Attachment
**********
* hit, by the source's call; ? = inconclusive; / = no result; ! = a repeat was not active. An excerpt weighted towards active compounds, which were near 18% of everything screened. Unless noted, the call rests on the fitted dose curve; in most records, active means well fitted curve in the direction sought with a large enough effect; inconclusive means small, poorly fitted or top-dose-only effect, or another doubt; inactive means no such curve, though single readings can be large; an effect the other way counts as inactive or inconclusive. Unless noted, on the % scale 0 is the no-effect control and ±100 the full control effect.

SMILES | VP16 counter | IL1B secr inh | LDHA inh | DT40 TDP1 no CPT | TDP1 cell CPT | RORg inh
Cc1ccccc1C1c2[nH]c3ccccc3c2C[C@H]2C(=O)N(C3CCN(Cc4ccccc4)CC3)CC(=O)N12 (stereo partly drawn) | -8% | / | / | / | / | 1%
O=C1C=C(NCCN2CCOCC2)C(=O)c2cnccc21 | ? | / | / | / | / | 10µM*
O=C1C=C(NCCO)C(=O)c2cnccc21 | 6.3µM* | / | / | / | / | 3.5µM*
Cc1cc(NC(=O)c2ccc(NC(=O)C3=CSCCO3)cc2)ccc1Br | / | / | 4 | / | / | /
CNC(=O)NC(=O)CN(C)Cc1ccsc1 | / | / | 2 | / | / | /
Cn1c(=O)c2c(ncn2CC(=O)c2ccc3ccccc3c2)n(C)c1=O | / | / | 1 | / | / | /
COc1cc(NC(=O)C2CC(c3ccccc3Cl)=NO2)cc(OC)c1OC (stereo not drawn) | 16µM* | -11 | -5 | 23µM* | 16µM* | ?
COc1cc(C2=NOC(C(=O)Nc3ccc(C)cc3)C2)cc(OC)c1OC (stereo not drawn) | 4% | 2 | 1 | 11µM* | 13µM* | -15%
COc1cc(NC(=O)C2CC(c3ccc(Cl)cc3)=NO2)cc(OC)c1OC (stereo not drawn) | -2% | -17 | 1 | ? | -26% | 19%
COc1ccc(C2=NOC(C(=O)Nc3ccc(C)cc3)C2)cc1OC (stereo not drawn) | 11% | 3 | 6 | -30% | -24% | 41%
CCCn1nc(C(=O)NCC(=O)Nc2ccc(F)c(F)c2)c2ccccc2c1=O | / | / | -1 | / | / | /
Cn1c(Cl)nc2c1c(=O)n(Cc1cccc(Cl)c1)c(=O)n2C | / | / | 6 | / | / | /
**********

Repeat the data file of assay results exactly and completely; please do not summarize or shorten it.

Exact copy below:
* hit, by the source's call; ? = inconclusive; / = no result; ! = a repeat was not active. An excerpt weighted towards active compounds, which were near 18% of everything screened. Unless noted, the call rests on the fitted dose curve; in most records, active means well fitted curve in the direction sought with a large enough effect; inconclusive means small, poorly fitted or top-dose-only effect, or another doubt; inactive means no such curve, though single readings can be large; an effect the other way counts as inactive or inconclusive. Unless noted, on the % scale 0 is the no-effect control and ±100 the full control effect.

SMILES | VP16 counter | IL1B secr inh | LDHA inh | DT40 TDP1 no CPT | TDP1 cell CPT | RORg inh
Cc1ccccc1C1c2[nH]c3ccccc3c2C[C@H]2C(=O)N(C3CCN(Cc4ccccc4)CC3)CC(=O)N12 (stereo partly drawn) | -8% | / | / | / | / | 1%
O=C1C=C(NCCN2CCOCC2)C(=O)c2cnccc21 | ? | / | / | / | / | 10µM*
O=C1C=C(NCCO)C(=O)c2cnccc21 | 6.3µM* | / | / | / | / | 3.5µM*
Cc1cc(NC(=O)c2ccc(NC(=O)C3=CSCCO3)cc2)ccc1Br | / | / | 4 | / | / | /
CNC(=O)NC(=O)CN(C)Cc1ccsc1 | / | / | 2 | / | / | /
Cn1c(=O)c2c(ncn2CC(=O)c2ccc3ccccc3c2)n(C)c1=O | / | / | 1 | / | / | /
COc1cc(NC(=O)C2CC(c3ccccc3Cl)=NO2)cc(OC)c1OC (stereo not drawn) | 16µM* | -11 | -5 | 23µM* | 16µM* | ?
COc1cc(C2=NOC(C(=O)Nc3ccc(C)cc3)C2)cc(OC)c1OC (stereo not drawn) | 4% | 2 | 1 | 11µM* | 13µM* | -15%
COc1cc(NC(=O)C2CC(c3ccc(Cl)cc3)=NO2)cc(OC)c1OC (stereo not drawn) | -2% | -17 | 1 | ? | -26% | 19%
COc1ccc(C2=NOC(C(=O)Nc3ccc(C)cc3)C2)cc1OC (stereo not drawn) | 11% | 3 | 6 | -30% | -24% | 41%
CCCn1nc(C(=O)NCC(=O)Nc2ccc(F)c(F)c2)c2ccccc2c1=O | / | / | -1 | / | / | /
Cn1c(Cl)nc2c1c(=O)n(Cc1cccc(Cl)c1)c(=O)n2C | / | / | 6 | / | / | /